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Insights from CIRT into management of residual cardiovascular risk

Future treatments for prevention of atherosclerotic cardiovascular disease should target both inflammation and additional cholesterol reduction, according to this latest analysis from the Cardiovascular Inflammation Reduction Trial (CIRT). CIRT tested whether the addition of low-dose methotrexate 15 mg/day reduced major adverse cardiovascular events (MACE) in patients with stable coronary artery disease (CAD) and either diabetes mellitus or metabolic syndrome or both. The topline results of the trial did not shown any benefit from this intervention, with no reduction in interleukin (IL)-1β, IL-6, or high-sensitivity C-reactive protein (hs-CRP). A major factor was that CIRT did not mandate high residual inflammation as an entry criterion for the study.

This subsequent analysis from CIRT compared baseline levels of IL-6, hs-CRP and low-density lipoprotein cholesterol (LDL-C) as markers of residual risk in 4168 patients enrolled in the study. Baseline levels of IL 6, hs-CRP, and LDL-C were all predictors of major recurrent cardiovascular events. Adjusted hazard ratios [HR; 95% confidence interval (CI)] for increasing quartiles of IL-6 were 1.0 (referent), 1.66 (1.18-2.35), 1.92 (1.36-2.70), and 2.11 (1.49-2.99), p<0.0001); for increasing quartiles of hs-CRP were 1.0 (referent), 1.28 (0.92-1.79), 1.73 (1.25-2.38), and 1.79 (1.28-2.50; p<0.0001) and for increasing quartiles of LDL-C were 1.0 (referent), 1.12 (0.78-1.62), 1.25 (0.87-1.79), and 2.38 (1.72-3.30; p<0.0001). Patients with both elevated levels of LDL-C and inflammation were at highest risk. The authors concluded that targeting both inflammation and LDL-C is needed to reduce cardiovascular risk.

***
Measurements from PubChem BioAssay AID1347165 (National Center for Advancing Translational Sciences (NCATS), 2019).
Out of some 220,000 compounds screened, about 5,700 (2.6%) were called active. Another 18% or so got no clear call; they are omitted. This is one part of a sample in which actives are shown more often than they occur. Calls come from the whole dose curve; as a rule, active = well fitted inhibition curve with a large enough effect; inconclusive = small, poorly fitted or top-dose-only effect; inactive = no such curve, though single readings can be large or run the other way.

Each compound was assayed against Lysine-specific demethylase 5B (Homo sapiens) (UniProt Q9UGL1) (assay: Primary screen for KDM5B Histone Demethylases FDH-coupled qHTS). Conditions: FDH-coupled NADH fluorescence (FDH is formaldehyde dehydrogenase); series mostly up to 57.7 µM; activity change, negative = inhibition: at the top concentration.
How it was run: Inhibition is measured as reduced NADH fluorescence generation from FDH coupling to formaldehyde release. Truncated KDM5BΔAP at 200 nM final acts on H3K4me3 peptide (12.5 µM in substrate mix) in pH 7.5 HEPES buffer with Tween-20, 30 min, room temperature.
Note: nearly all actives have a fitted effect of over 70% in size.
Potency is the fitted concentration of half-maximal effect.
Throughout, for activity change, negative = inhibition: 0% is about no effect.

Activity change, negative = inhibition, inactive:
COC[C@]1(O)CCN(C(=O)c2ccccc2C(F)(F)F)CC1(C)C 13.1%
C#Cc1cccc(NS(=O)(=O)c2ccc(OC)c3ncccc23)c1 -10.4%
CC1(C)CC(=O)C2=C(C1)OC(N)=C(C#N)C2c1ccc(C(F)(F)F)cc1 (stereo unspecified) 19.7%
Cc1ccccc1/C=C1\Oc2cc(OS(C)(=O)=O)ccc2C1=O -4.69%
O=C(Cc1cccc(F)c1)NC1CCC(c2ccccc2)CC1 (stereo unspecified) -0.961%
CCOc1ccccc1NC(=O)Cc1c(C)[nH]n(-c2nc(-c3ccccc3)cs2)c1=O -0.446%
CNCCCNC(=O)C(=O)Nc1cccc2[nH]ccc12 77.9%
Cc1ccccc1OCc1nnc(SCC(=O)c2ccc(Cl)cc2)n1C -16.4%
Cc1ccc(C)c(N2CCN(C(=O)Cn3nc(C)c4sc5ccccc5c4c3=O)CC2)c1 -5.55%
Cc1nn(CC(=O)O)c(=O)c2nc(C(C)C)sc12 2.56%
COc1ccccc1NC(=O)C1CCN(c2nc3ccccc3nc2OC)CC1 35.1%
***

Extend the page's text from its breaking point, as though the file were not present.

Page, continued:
Comparison of interleukin-6, C-reactive protein, and low-density lipoprotein cholesterol as biomarkers of residual risk in contemporary practice: secondary analyses from the Cardiovascular Inflammation Reduction Trial

Ridker PM, MacFadyen JG, Glynn RJ et al.